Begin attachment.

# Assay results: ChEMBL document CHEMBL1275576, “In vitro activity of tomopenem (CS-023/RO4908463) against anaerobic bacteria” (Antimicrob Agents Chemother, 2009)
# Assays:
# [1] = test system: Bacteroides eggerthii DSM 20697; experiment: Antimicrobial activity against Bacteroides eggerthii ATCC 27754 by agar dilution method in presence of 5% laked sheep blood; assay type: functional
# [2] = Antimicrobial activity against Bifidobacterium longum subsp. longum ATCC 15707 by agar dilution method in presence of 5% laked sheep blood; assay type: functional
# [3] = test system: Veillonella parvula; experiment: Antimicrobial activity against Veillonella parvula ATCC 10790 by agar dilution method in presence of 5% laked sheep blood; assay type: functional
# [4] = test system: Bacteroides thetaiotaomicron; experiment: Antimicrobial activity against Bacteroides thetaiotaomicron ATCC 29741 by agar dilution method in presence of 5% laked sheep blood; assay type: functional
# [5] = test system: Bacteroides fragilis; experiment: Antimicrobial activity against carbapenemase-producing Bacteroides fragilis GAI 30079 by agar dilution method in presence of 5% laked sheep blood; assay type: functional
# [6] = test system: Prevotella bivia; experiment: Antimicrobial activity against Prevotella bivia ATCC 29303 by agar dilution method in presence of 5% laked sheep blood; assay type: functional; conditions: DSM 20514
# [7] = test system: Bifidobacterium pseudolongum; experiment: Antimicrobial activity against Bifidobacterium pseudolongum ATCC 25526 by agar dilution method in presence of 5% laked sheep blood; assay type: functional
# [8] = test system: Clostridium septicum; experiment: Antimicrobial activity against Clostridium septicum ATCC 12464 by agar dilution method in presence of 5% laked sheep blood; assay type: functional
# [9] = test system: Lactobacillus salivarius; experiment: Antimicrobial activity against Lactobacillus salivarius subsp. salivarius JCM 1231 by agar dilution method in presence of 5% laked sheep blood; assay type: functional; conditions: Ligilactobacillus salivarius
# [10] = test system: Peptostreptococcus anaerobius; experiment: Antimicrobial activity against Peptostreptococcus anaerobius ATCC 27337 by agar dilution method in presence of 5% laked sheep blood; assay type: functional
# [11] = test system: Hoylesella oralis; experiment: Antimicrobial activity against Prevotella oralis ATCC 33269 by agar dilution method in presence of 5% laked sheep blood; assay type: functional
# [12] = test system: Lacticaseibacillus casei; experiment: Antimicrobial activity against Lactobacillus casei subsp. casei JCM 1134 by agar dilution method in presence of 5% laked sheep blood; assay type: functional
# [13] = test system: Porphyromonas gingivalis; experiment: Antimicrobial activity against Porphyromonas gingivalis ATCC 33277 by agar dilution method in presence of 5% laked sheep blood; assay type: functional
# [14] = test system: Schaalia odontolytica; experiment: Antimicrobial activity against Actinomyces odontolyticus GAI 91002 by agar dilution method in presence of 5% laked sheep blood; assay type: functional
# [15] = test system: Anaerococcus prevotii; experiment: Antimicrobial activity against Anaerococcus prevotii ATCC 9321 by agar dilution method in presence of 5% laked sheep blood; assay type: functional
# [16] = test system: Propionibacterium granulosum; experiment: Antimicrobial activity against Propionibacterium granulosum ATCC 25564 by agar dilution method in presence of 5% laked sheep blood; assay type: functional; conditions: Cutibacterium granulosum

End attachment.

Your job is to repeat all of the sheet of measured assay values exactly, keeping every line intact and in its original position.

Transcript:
# Assay results: ChEMBL document CHEMBL1275576, “In vitro activity of tomopenem (CS-023/RO4908463) against anaerobic bacteria” (Antimicrob Agents Chemother, 2009)
# Assays:
# [1] = test system: Bacteroides eggerthii DSM 20697; experiment: Antimicrobial activity against Bacteroides eggerthii ATCC 27754 by agar dilution method in presence of 5% laked sheep blood; assay type: functional
# [2] = Antimicrobial activity against Bifidobacterium longum subsp. longum ATCC 15707 by agar dilution method in presence of 5% laked sheep blood; assay type: functional
# [3] = test system: Veillonella parvula; experiment: Antimicrobial activity against Veillonella parvula ATCC 10790 by agar dilution method in presence of 5% laked sheep blood; assay type: functional
# [4] = test system: Bacteroides thetaiotaomicron; experiment: Antimicrobial activity against Bacteroides thetaiotaomicron ATCC 29741 by agar dilution method in presence of 5% laked sheep blood; assay type: functional
# [5] = test system: Bacteroides fragilis; experiment: Antimicrobial activity against carbapenemase-producing Bacteroides fragilis GAI 30079 by agar dilution method in presence of 5% laked sheep blood; assay type: functional
# [6] = test system: Prevotella bivia; experiment: Antimicrobial activity against Prevotella bivia ATCC 29303 by agar dilution method in presence of 5% laked sheep blood; assay type: functional; conditions: DSM 20514
# [7] = test system: Bifidobacterium pseudolongum; experiment: Antimicrobial activity against Bifidobacterium pseudolongum ATCC 25526 by agar dilution method in presence of 5% laked sheep blood; assay type: functional
# [8] = test system: Clostridium septicum; experiment: Antimicrobial activity against Clostridium septicum ATCC 12464 by agar dilution method in presence of 5% laked sheep blood; assay type: functional
# [9] = test system: Lactobacillus salivarius; experiment: Antimicrobial activity against Lactobacillus salivarius subsp. salivarius JCM 1231 by agar dilution method in presence of 5% laked sheep blood; assay type: functional; conditions: Ligilactobacillus salivarius
# [10] = test system: Peptostreptococcus anaerobius; experiment: Antimicrobial activity against Peptostreptococcus anaerobius ATCC 27337 by agar dilution method in presence of 5% laked sheep blood; assay type: functional
# [11] = test system: Hoylesella oralis; experiment: Antimicrobial activity against Prevotella oralis ATCC 33269 by agar dilution method in presence of 5% laked sheep blood; assay type: functional
# [12] = test system: Lacticaseibacillus casei; experiment: Antimicrobial activity against Lactobacillus casei subsp. casei JCM 1134 by agar dilution method in presence of 5% laked sheep blood; assay type: functional
# [13] = test system: Porphyromonas gingivalis; experiment: Antimicrobial activity against Porphyromonas gingivalis ATCC 33277 by agar dilution method in presence of 5% laked sheep blood; assay type: functional
# [14] = test system: Schaalia odontolytica; experiment: Antimicrobial activity against Actinomyces odontolyticus GAI 91002 by agar dilution method in presence of 5% laked sheep blood; assay type: functional
# [15] = test system: Anaerococcus prevotii; experiment: Antimicrobial activity against Anaerococcus prevotii ATCC 9321 by agar dilution method in presence of 5% laked sheep blood; assay type: functional
# [16] = test system: Propionibacterium granulosum; experiment: Antimicrobial activity against Propionibacterium granulosum ATCC 25564 by agar dilution method in presence of 5% laked sheep blood; assay type: functional; conditions: Cutibacterium granulosum